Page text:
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Gender Norms, White Privilege, Ableism, and Commodification in Manga Monster Form: Twilight:The Graphic Novel Volume 1

March 29, 2010


I got my copy of Twilight The Graphic Novel Volume 1 last week. Much as I worry about feeding the Yes-on-8-heteronormative-Mormon-money-machine, I felt I needed to analyze this, the newest of the Twilight franchise adaptations. (Though I readily admit the only other graphic novel I own is V for Vendetta and that I have never read a comic book in full. So, I am no expert on the comic book, graphic novel, or manga genres.)

I agree with Deb Aoki’s estimation that, “By letting Young Kim’s artwork do much of the storytelling, the graphic novel is an improvement on the novels, because Meyer’s florid prose is one of the most distracting aspects of her books.” As so hilariously noted in the recent Monkey See post, the writing of Twilight often leaves much to be desired. That being said, the story is compelling, and as Chris Sims of Comics Alliance points out “a lot of what’s lousy about the novel plays to the strengths of a comic.”

The pictures tell the story well, and much of the artwork is very beautiful and packs strong narrative/emotional punch. And, as the text painstakingly points out, both in Meyer’s preface page and Kim’s closing statements, Meyer “supervised each and ever page.” This is surely a nod to fans, many of whom seem to be “Team Meyer” just as much as they are “Team Edward” or “Team Jacob.”

Alas, neither Kim nor Meyer apparently noticed (or maybe just had no problem with) the fact the resulting images promote delimiting gender norms, erase all but white identity, and frame the body as only beautiful when it is ultra-thin and able-bodied. With a price tag of 19.99 (and with images throughout of obviously fashion conscious characters) the novel also furthers the pro-consumer, pro-wealth messages of the series itself.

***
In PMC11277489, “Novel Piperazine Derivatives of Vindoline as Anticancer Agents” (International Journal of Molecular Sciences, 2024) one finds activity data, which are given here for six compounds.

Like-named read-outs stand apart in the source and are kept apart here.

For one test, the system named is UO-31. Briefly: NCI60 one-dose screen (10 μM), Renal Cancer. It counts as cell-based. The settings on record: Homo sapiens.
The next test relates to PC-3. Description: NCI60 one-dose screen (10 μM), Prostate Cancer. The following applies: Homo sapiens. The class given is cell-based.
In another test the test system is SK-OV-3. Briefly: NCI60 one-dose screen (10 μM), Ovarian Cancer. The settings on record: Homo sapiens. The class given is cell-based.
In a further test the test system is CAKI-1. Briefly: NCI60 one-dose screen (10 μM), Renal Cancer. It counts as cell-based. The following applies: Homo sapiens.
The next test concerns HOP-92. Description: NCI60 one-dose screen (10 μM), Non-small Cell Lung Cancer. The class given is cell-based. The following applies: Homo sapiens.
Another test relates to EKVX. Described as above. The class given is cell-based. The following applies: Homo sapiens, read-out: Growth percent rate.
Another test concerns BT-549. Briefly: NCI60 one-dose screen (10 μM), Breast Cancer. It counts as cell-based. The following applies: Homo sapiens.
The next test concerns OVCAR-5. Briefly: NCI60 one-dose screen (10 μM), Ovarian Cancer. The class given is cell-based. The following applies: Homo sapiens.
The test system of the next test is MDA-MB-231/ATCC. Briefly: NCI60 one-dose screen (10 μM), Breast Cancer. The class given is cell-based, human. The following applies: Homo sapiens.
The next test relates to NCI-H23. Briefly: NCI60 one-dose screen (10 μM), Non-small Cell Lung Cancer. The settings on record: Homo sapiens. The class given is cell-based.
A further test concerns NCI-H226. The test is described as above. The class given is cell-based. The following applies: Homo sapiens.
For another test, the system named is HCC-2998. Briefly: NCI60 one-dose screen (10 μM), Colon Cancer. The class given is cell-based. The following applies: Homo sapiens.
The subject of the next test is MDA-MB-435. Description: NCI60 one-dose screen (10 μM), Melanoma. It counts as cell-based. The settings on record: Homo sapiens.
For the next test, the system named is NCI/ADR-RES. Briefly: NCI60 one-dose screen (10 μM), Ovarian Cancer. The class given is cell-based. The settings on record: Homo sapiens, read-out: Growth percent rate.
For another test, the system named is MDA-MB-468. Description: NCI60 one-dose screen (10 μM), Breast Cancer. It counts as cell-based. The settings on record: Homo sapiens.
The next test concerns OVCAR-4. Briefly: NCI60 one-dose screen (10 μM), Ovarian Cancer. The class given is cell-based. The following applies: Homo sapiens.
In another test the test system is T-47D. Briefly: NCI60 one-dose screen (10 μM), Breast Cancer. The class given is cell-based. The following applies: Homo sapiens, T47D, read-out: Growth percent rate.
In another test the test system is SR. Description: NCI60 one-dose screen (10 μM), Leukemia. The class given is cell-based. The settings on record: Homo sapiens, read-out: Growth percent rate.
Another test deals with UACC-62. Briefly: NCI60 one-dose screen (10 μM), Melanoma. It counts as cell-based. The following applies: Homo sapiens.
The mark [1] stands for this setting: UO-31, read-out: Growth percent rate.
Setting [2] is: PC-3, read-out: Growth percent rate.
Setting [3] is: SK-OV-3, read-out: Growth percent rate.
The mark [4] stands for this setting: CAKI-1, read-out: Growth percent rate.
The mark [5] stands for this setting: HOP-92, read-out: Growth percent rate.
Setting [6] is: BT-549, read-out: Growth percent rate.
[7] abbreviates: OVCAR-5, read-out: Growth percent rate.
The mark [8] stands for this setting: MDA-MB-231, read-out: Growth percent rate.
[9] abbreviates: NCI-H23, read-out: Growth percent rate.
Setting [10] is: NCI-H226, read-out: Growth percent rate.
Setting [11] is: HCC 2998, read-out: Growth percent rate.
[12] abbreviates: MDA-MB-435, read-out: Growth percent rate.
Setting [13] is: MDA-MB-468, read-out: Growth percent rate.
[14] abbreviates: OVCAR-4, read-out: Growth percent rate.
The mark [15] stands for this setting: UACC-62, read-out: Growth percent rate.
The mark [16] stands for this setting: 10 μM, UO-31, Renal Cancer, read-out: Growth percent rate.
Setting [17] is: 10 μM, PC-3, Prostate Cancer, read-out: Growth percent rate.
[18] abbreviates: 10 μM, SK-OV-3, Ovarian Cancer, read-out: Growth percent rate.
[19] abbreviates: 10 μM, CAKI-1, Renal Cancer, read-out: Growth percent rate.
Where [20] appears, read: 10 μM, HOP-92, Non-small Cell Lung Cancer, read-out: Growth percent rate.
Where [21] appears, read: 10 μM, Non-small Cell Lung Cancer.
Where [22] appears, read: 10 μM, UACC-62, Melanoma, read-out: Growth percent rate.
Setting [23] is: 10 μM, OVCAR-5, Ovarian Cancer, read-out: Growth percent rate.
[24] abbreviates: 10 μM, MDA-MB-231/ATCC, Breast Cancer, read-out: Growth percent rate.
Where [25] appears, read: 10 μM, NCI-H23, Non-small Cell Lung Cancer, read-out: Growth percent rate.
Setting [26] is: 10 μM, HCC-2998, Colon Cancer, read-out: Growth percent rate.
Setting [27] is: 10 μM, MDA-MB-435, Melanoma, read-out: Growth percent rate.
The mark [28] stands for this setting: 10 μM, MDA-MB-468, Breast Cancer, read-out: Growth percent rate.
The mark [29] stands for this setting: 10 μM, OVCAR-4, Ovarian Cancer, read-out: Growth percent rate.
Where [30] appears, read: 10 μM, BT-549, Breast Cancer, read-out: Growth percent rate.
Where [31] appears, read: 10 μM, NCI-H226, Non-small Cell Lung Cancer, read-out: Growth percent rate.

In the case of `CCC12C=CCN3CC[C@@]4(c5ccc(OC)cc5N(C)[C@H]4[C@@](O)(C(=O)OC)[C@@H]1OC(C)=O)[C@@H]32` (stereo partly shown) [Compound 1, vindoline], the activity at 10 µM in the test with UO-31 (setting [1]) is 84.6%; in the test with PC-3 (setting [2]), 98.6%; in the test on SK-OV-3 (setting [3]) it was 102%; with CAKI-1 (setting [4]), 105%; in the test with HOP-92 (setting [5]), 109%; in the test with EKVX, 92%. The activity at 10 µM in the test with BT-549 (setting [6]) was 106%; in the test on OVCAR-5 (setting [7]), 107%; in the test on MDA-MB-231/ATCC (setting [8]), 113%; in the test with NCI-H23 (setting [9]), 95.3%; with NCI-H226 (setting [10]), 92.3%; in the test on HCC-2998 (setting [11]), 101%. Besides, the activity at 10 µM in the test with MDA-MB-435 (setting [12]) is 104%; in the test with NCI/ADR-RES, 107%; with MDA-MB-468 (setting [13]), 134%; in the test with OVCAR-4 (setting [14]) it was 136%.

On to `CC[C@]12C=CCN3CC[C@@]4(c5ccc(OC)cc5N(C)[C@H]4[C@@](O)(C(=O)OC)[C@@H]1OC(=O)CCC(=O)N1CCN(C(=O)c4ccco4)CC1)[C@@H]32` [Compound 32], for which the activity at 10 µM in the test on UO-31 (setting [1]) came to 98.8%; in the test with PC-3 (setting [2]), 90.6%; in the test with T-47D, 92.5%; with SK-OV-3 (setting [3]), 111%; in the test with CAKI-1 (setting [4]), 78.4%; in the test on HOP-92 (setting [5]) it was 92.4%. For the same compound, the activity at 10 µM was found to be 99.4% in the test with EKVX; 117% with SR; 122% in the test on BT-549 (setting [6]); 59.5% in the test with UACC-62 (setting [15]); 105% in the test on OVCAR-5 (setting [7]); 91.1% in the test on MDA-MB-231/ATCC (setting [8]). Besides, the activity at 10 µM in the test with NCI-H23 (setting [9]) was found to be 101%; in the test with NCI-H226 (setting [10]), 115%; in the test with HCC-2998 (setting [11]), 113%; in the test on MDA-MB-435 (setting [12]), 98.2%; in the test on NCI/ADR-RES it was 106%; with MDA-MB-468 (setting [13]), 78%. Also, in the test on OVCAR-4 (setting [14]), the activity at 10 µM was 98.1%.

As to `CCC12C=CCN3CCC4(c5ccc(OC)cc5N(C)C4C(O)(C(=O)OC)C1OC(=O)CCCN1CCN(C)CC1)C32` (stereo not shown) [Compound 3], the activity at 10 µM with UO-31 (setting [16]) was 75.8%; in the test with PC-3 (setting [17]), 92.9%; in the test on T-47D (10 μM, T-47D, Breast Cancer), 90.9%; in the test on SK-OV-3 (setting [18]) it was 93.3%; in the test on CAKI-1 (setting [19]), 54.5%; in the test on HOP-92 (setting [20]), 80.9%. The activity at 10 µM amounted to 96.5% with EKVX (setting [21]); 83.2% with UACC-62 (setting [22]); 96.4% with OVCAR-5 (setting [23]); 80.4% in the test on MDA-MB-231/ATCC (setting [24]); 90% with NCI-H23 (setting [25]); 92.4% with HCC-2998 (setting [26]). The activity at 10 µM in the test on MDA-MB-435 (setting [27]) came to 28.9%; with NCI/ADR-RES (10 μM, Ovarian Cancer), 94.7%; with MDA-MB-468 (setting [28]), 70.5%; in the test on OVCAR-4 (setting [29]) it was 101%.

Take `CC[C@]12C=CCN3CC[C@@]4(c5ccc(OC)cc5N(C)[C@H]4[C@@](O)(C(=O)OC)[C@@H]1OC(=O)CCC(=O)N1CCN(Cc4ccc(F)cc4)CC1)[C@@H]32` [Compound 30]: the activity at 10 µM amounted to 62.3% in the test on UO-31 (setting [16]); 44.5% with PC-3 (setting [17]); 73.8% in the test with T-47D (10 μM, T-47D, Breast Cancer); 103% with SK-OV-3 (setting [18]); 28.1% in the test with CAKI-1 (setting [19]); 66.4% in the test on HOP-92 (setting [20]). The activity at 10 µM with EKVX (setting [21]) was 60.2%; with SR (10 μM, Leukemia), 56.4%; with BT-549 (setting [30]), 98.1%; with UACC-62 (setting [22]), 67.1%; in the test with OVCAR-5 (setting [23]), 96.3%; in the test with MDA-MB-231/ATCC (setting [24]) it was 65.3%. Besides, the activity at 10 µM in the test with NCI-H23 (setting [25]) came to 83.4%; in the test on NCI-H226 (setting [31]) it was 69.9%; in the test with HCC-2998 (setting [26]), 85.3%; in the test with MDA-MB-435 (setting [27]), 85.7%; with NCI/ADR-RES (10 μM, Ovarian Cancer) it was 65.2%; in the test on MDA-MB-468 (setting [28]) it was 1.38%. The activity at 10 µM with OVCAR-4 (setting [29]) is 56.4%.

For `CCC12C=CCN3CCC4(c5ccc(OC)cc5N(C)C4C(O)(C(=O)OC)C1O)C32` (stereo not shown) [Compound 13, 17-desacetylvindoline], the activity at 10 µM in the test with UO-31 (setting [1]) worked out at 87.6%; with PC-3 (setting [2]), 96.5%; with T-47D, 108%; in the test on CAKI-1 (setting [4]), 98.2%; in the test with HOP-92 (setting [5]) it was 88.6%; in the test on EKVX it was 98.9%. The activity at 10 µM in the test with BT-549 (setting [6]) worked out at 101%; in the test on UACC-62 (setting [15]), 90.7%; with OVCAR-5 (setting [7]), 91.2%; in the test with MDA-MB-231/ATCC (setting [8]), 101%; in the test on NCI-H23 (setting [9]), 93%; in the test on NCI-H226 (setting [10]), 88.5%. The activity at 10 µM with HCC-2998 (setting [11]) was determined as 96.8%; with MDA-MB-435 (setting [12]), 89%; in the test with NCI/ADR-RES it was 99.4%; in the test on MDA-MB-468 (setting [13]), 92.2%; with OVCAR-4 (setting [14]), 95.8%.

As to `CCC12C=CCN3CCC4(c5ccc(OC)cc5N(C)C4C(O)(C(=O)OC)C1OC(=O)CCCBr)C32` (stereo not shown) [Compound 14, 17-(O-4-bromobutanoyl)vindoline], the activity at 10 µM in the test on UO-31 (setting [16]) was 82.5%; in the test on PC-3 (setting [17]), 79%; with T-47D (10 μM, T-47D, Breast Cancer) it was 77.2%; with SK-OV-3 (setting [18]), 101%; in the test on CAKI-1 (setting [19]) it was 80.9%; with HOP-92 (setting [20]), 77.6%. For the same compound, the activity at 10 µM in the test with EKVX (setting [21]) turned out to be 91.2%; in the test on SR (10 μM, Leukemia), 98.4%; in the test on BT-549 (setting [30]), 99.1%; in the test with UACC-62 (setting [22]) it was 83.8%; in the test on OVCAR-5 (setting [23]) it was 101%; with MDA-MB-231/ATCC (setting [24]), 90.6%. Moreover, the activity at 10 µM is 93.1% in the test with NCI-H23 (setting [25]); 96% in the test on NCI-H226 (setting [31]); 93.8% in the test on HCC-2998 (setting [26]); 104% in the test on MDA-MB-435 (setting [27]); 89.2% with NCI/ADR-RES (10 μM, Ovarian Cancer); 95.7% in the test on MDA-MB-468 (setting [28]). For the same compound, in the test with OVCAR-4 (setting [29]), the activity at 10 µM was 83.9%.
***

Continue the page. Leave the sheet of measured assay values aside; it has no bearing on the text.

As for representations of gender, the first image is of PART of Bella’s face – her eyes are cut off, tears dripping down her thin white chicks, and her lips are parted. Ah, the erasure of the female gaze, the promotion of beauty norms, and the sexualization of the always ready female mouth all in image one! Wow!

Being an academic, I can’t help but read more into the line that accompanies this image: “I’d never given much thought to how I would die” — dying/death often symbolizes sexual activity (and especially so in vampire stories). Focus on a duly open mouth below the word “die” – well, I know I am going all Freudian here, but what I think is “blow job!!!” (The links between dying and oral sex are not lost on Gary Numan either, who sings “Her favorite trick/Was to suck me inside” in his song named – wait for it – “Everyday I Die.”) I am NOT claiming this suggestion is intentional, but I am with Roland Barthes here: intent is largely a moot point.